When we find our inner charms, how to awake our inner ancestors [...] we are born as young gods.

The Anastasians believe that with their practices of good childbirth, good education and good living, they are giving rise to a "new mankind" (нового человека, novogo cheloveka), harmonious and perfect, which will overcome the decadent existing civilisation.[57]

Love space and reincarnation[edit]

Dandelion fields and andulin-roofed house and bathhouse in the Anastasian settlement of Korenskiye Rodniki.

According to Megre, when a man lives in harmony with his own kin a "love space" (пространство любви, prostranstvo lyubvi) is established as a field where God is present, immanent, and which constitutes a "Heaven on Earth", where kindred people grow together with the surrounding world; it is not merely a geographic concept — the actual "ancestral homestead" (родовое поместье, rodovoye pomest'ye), the land of at least one hectare in size owned and inhabited by the kin —, but it is first of all the web of relationships between kindred people and includes any good creation of the spirit of mankind.[58]

The "love space" mirrors the modality of God's work through nature; God is "dissolved" in nature and each "love space" is a parcel of God.[59] In the kinship homestead, the concretisation of the "love space", a man is capable of building a house with natural materials, growing plants and domesticating animals, creating an ecosystem.[60] As such it is perceived as a holy land, a microcosm reflecting the macrocosm, wherein individuals may "co-create" with kindred people and with God.[61] According to Anastasians' own experiences reported by Julia O. Andreeva and Rasa Pranskevičiūtė, the new social organisation represented by the kinship homesteads helps people to leave the unnatural and decaying urban technocratic system, which they conceive as a close system which smothers human creativity ensnaring it in meaningless behaviours.[62]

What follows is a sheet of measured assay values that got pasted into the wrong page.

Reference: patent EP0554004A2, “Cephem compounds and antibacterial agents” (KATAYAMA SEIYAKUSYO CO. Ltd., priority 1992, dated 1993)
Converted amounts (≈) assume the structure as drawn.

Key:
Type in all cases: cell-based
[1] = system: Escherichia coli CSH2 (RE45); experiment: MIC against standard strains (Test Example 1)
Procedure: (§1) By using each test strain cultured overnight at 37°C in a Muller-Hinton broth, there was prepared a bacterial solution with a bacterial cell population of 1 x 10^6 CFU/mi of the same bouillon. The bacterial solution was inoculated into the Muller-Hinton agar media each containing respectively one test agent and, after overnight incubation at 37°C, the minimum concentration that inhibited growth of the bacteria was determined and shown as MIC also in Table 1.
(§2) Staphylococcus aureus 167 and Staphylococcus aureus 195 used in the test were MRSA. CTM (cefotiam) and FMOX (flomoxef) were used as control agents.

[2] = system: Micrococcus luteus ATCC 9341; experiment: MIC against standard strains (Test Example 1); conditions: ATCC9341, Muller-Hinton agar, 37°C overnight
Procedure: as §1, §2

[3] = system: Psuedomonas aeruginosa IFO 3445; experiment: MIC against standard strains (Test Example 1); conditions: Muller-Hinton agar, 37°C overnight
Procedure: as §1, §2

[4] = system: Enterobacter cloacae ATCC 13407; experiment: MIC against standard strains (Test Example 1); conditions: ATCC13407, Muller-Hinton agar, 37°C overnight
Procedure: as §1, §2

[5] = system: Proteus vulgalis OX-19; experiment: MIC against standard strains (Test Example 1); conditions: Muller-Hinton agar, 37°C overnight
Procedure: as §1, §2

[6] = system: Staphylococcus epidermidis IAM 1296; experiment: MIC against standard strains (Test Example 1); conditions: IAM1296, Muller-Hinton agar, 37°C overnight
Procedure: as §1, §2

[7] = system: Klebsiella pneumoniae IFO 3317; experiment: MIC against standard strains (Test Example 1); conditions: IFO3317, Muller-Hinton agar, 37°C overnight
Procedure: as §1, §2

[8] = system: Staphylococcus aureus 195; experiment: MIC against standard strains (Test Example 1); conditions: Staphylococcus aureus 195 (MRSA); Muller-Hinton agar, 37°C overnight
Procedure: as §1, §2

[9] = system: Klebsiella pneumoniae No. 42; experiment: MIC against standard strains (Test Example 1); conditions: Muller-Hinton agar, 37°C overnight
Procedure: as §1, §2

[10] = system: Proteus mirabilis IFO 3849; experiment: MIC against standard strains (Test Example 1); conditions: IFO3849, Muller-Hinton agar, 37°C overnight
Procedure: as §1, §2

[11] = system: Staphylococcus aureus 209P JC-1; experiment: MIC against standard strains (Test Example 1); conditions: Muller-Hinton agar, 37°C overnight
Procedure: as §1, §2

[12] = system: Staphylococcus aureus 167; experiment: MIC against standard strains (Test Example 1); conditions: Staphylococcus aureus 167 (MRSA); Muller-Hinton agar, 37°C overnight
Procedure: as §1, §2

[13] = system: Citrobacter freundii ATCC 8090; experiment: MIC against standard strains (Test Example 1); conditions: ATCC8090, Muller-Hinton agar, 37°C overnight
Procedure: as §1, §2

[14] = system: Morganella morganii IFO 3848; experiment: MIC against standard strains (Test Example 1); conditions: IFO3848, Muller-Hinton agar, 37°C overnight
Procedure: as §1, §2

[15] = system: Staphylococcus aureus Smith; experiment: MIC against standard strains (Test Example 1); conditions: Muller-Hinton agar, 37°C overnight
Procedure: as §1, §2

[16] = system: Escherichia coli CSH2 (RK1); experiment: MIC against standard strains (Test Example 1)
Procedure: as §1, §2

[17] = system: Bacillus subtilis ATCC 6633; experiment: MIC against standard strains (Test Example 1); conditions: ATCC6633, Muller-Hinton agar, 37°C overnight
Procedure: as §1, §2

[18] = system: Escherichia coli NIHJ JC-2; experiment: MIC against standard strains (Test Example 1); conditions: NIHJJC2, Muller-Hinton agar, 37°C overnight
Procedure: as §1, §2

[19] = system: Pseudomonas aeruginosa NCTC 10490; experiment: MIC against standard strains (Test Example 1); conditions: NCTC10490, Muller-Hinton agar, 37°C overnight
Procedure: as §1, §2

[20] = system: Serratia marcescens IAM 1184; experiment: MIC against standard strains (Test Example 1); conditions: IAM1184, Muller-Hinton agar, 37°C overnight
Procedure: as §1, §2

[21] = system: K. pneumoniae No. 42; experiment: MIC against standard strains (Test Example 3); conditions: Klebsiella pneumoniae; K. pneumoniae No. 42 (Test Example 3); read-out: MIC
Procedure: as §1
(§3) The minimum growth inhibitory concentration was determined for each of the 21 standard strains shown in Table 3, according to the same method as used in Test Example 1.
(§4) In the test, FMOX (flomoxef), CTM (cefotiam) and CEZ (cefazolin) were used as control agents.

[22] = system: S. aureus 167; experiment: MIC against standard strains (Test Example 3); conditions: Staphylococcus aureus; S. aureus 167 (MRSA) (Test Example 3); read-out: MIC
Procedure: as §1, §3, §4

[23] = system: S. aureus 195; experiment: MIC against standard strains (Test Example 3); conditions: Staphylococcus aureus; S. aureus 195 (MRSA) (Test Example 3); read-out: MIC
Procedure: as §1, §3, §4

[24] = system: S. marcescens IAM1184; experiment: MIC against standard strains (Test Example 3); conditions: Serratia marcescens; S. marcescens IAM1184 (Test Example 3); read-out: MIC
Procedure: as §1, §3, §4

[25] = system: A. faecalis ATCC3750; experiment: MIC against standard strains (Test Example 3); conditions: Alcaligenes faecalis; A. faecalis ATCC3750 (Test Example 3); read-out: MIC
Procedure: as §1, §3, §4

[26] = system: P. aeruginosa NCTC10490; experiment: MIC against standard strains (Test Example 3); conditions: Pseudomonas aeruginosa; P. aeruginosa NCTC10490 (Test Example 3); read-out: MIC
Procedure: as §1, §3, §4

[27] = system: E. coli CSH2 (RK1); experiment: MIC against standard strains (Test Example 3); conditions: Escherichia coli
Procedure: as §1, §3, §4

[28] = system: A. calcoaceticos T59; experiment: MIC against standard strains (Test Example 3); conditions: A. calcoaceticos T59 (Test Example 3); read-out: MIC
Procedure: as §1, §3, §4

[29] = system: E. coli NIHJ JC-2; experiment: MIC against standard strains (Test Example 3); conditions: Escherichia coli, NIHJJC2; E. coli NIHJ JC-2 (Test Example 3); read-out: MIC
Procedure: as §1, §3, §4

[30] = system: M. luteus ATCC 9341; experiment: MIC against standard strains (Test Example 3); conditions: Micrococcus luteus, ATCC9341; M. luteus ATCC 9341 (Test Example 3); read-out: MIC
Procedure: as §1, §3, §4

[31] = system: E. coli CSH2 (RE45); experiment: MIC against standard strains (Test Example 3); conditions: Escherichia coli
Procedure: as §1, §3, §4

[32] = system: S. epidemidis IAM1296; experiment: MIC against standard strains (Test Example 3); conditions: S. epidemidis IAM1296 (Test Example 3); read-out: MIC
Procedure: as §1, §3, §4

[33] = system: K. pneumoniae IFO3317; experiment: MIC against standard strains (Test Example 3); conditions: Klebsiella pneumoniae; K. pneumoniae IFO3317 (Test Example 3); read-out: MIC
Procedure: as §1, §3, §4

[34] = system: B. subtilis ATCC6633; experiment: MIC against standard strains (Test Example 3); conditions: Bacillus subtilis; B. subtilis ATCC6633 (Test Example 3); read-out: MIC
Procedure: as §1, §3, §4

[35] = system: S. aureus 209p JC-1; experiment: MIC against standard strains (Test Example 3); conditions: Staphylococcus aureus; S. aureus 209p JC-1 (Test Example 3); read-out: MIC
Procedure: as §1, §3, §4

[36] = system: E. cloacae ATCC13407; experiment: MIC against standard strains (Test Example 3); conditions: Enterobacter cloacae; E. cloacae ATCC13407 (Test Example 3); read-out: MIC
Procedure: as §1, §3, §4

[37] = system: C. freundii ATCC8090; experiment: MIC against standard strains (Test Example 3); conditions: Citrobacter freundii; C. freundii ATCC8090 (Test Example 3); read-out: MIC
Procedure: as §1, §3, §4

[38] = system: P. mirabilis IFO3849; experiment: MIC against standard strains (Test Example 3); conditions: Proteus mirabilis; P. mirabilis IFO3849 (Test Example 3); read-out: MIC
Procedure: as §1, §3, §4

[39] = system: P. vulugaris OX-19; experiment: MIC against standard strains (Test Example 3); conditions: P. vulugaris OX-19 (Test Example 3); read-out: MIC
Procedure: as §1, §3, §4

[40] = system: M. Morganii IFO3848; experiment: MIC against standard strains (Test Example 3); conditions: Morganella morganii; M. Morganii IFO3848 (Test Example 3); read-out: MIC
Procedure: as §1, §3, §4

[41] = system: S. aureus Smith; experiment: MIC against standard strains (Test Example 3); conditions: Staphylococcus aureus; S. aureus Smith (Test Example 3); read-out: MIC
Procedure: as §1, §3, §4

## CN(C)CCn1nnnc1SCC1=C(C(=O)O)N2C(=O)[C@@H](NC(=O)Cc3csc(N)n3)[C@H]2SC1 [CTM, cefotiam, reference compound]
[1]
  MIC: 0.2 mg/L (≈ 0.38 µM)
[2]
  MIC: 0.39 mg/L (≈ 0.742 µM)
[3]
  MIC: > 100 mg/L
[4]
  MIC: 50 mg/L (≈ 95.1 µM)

A Russian Anastasian described her experience of the kinship homestead as follows:[63]

[It is] a way to open your inner potential – it is the place where every person can open his inner potential to the maximum – in other words, to live in accordance with the programs which have been put by God. [...] Through Nature you can gain insight into God's purpose.

In the Anastasian movement the family or extended kin (rod) is conceived as an entity, embodied as the "love space" and its ancestral homestead, whose aim is the projection of itself in the future as a lineage of descendants of its original progenitors.[64] A kin may be constituted by people already related by blood, or by like-minded people who come together to create a new web of blood relations.[64] The "love space" is always a both transcendent and immanent space, where an individual may be reborn: the Anastasians believe in reincarnation, that it may be consciously planned, and that it mainly occurs within the kinship lineage and its spatial dimension because all reality and humans themselves are energy of thought, and therefore ancestors may reincarnate in the same lineage that they produced if they are remembered, thought and loved by their descendants.[65] The soul constantly returns to its living relatives in the "love space"; as the latter is a parcel of God, the soul always returns to its divine source, to its "paradise" (рай, ray), in both transcendent and immanent terms.[59]

Ethics and practices[edit]

Anthropological values[edit]

The Anastasians believe in the interconnectedness of all being, and therefore they greatly emphasise the moral responsibility of individuals and humanity towards the surrounding world; they believe that human thoughts and feelings actively, magically influence the surrounding world, having the power to affirm or disrupt natural harmony.[66] The surrounding reality is actively shaped by human thought and speech, which is read and realised by the universal mind; therefore it is important that humans have good thoughts and good speech, avoiding any negative and destructive word.[42] Pranskevičiūtė reports the following excerpt from Megre's first book, Anastasia:[67]

Radiation emanates from a person in a state of love. That energy of radiance reflects into the planets above him in a short particle of a second, comes back to Earth again and gives life to everything that is alive. [...] Dark radiation emanates from a person who is in a state of evil feelings. Dark radiation cannot go up and gets into the depths of the Earth. Reflected from the bowels, it returns to the surface in the form of volcanic eruptions, earthquakes, wars.